Friday, September 05, 2008

A Political Pause

I am going to take a brief break from the TV Preview posts to relate a brief observational interlude that I had the other night.

Thursday was Grace's first day of Kindergarten. She has been very excited about the day for many, many weeks now and was counting down each day with fervor. That morning she was very proud to be riding in the van and walking through the doors at the elementary school rather than riding with Hannah to the daycare. It helped that she had Sarah to lead her to her classroom, but she didn't look back to me as she exited the van and never hesitated on her long journey to adult independence.

But, as nice as that was, this story isn't entirely about Grace--though Grace is the reason for the story.

You see, we decided to celebrate Grace's milestone by going out to dinner that night. And if we're going out to dinner, that usually means Bob Evans. (It didn't hurt that we had Kids Meal coupons from our recent visits to the Zoo.) Unfortunately, I experienced some marginal table service while we were there, but that contributed to the story as much as Grace's Kindergarten initiation.

While I waited for my fish sandwich to be correctly plated, I began to listen to a group of six people that were sitting directly behind me. I had not paid any attention to them when they entered the restaurant, but lacking any food to eat, I began to eavesdrop on their discussion.

What first caught my attention was their drink orders. One person asked for water, ice, and no lemon. No big deal. But the next person asked for water, no lemon, and no ice. The third person asked for iced tea and all the lemon the other two had not wanted. I don't mention all this to say that they were being difficult or anything. I just began to think that there were likely to be disappointed in their drink accuracy, since the waitress was the same one that had failed to understand my original entree order and was slow in getting it fixed. So, I was worried for this other table in advance.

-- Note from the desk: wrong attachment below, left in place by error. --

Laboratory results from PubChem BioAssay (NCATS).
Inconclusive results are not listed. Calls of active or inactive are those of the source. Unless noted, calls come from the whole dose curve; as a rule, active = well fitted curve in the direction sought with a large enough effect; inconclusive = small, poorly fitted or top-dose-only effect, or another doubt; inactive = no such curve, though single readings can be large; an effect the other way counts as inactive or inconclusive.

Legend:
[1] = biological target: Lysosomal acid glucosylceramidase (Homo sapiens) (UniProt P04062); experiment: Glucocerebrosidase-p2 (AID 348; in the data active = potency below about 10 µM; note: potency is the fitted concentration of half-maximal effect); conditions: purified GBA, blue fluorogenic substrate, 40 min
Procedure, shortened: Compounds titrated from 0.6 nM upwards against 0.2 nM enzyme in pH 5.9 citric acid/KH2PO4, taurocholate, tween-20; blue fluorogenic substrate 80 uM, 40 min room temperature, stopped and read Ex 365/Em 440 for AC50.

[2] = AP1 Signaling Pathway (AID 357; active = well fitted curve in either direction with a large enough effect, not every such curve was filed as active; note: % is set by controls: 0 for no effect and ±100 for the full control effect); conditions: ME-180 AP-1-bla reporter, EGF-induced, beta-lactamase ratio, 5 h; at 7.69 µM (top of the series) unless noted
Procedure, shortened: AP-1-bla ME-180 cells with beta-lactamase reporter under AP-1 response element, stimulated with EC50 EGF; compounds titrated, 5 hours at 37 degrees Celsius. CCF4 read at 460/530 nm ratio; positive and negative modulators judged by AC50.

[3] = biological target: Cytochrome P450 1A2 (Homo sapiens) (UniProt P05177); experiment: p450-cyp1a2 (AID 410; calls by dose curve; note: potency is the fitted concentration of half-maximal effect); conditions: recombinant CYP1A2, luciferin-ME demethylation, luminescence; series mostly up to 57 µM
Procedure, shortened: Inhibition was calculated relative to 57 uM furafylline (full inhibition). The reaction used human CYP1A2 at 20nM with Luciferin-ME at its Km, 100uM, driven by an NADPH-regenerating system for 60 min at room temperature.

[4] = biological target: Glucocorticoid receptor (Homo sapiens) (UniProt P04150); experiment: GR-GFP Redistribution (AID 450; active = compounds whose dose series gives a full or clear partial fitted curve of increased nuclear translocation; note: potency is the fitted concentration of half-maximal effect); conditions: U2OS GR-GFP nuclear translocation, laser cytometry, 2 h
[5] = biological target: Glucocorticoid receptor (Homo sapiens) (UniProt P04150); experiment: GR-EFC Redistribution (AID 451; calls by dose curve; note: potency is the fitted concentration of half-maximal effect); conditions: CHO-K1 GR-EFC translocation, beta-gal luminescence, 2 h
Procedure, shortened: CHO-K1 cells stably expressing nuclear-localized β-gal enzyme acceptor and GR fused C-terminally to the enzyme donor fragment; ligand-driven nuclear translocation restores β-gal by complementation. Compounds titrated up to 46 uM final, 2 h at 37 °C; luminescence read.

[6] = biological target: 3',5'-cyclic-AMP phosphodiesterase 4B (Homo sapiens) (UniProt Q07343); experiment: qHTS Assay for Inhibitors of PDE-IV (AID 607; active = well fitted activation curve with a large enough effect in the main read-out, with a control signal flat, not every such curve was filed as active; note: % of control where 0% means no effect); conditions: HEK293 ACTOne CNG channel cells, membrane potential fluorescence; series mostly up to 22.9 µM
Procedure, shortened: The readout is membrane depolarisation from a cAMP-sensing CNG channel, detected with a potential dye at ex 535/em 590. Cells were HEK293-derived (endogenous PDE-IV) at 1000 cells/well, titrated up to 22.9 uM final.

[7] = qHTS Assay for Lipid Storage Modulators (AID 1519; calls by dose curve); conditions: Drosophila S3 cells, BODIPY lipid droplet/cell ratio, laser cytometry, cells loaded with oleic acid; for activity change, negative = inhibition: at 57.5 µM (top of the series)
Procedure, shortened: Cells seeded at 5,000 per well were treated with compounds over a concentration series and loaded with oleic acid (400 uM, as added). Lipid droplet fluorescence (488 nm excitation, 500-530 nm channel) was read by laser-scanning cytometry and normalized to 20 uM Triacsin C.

Soon, I got my food and the waitress moved on to get the next table's food orders. This proved to be more complicated than the drinks. One man asked for a chicken salad sandwich--but apparently hadn't examined the menu to see if it was actually offered. The waitress was unsure if that was the case and warned the patron that this might lead to disappointment. The other table mates made their varying orders and the waitress went off to the kitchen and to investigate the likelihood of the chicken salad sandwich.

(Now, I must say that you might find it strange that a restaurant might not have a chicken salad sandwich, something that is a fairly common food item across the country. But, in Bob Evans slight defense, they typically feature chicken salad platters and sandwiches during the summer months. And since football was currently being played in Ohio, the mind said that summer was over.)

I bring up all this falderal about drink and food orders to get to the real point that I was beginning to suspect that this group of restaurant goers were not locals and were more than simply your regular out-of-towners. You see, during the course of my eavesdropping, I heard them mention cities and towns in Pennsylvania as well as Florida. All pretty normal, except that we are in the midst of a presidential election year and three of the important swing states now and forevermore are Ohio (where we were sitting), Pennsylvania, and Florida. 

I began to think that these people were party of either the Obama or the McCain campaign staff--not significant staff certainly, but some of the faceless cogs in the machine that swarms the country getting the local pulse and seeing how people are polling. It was, after all, the night of McCain's acceptance speech and the night after VP-candidate Palin's speech. I couldn't really get a sense as to whether they were Obamaniacs or McCainiacs . . . and I wasn't about to turn around and ask. But the significant swing state name drops and the efforts to complicate the ordering process suggested to me that these people were maybe from way-out-of-town.

I got a look at them when I got up to go pay the check. There was nothing outwardly evident to support my guesses--no straw hats, political buttons, or constant cell phone calls. I suppose I could have been completely wrong about the whole affair, but it was a fun diversion.

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